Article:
experimental

C++ Modules conformance improvements with MSVC in Visual Studio 2019 16.5--Cameron DaCamara

Did you try it yet?

C++ Modules conformance improvements with MSVC in Visual Studio 2019 16.5

by Cameron DaCamara

From the article:

C++20 is right around the corner. Along with the new standard comes the much anticipated Modules feature! The compiler team initially announced that we were working on the Modules TS back in 2017 and since then we have been hard at work improving the feature and improving compiler conformance around this feature. We finally feel it is time to share some of the progress we have made on the conformance front for Modules...

The C++ Lifetime Profile: How It Plans to Make C++ Code Safer--Daniel Martín

A way to make C++ safer.

The C++ Lifetime Profile: How It Plans to Make C++ Code Safer

by Daniel Martín

From the article:

High amounts of low-level systems are written in C++. Memory access in C++ is virtually unrestricted, which means that bugs in C++ programs can corrupt it and cause crashes or security problems. For this reason, we call C++ a memory-unsafe programming language — in contrast to memory-safe languages like Java, Rust, and Swift.

In this blog post, I’ll talk about the C++ Lifetime Profile, explaining what it is, how it intends to reduce the problems typically caused by the memory-unsafe characteristics of C++, what the status of the current implementation of the Lifetime Profile is, and what the current limitations are...

C++ coroutines: The problem of the DispatcherQueue task that runs too soon, part 4--Raymond Chen

The series continue.

C++ coroutines: The problem of the DispatcherQueue task that runs too soon, part 4

by Raymond Chen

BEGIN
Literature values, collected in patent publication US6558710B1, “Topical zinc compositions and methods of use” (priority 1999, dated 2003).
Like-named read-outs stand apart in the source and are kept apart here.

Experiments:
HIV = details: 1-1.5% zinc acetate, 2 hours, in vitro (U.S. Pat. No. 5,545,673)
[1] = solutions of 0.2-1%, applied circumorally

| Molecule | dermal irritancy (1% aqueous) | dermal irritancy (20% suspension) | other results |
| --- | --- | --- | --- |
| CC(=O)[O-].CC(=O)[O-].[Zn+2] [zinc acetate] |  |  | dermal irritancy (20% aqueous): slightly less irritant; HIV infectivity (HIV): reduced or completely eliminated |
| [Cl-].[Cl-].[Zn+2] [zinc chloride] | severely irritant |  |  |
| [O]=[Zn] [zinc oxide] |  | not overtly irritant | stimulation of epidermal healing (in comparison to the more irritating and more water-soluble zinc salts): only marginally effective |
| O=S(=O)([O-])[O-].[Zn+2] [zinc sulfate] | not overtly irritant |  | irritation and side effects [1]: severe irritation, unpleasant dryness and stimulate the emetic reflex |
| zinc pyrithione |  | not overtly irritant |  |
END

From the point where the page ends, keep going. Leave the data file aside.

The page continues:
From the article:

Last time, we made another attempt to fix a race condition in C++/WinRT’s resume_foreground(Dispatcher­Queue) function when it tries to resume execution on a dispatcher queue. We did this by having the queued task wait until await_suspend was finished before allowing the coroutine to resume, and we found a nice place to put the synchronization object, namely in the awaiter, but even with that fix, we introduced additional memory barriers into the hot code path.

But it turns out all this work was unnecessary. We just had to look at the problem a different way.

The purpose of storing the result of Try­Enqueue into m_queued is so that await_resume can report whether the lambda was queued or not. But we can infer that information another way: The fact that our lambda is running means that got got queued. Because if the lambda were not queued, then it would never have run in the first place...

C++ coroutines: The problem of the DispatcherQueue task that runs too soon, part 3--Raymond Chen

The series contine.

C++ coroutines: The problem of the DispatcherQueue task that runs too soon, part 3

by Raymond Chen

From the article:

Last time, we fixed a race condition in C++/WinRT’s resume_foreground(Dispatcher­Queue) function when it tries to resume execution on a dispatcher queue. We did this by having the queued task wait until await_suspend was finished before allowing the coroutine to resume. The hard part was finding a place to put the synchronization object, and we ended up putting it in the queued task’s lambda...